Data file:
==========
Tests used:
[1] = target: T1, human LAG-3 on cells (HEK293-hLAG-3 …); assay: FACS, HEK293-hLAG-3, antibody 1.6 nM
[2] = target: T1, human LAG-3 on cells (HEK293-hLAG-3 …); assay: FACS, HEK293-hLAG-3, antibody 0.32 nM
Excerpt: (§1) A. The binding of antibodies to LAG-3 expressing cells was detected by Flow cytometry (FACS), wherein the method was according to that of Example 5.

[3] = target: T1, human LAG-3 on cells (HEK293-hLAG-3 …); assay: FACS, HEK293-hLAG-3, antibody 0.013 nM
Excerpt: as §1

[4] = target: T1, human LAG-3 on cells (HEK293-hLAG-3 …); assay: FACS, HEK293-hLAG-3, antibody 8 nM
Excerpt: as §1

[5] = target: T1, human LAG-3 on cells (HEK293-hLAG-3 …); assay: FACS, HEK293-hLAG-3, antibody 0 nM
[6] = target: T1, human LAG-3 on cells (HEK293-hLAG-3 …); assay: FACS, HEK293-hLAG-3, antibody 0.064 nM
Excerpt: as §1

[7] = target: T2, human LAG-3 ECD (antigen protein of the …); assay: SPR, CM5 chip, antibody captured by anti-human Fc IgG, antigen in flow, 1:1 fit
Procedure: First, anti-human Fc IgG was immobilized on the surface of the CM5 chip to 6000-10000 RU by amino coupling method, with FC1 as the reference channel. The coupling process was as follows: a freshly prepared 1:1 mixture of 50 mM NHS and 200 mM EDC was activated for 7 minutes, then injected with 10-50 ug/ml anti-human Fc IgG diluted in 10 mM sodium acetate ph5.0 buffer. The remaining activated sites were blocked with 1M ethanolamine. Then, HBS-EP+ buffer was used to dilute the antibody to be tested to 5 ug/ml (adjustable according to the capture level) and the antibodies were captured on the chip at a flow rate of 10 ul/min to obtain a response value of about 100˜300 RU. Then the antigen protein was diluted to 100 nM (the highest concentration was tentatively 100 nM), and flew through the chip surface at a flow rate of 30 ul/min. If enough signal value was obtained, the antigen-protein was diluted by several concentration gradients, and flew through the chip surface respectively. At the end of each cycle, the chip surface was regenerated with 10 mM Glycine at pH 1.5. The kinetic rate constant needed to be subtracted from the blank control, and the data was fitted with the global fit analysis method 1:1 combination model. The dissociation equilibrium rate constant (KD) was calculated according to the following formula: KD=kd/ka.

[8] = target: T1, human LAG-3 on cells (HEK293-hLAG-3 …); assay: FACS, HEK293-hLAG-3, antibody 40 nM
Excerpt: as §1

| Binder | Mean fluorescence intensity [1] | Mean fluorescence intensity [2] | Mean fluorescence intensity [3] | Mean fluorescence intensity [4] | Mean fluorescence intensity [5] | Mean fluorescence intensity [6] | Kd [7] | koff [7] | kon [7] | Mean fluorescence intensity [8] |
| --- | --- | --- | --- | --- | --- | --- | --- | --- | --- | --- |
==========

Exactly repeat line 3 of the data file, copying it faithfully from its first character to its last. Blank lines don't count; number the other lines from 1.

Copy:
[2] = target: T1, human LAG-3 on cells (HEK293-hLAG-3 …); assay: FACS, HEK293-hLAG-3, antibody 0.32 nM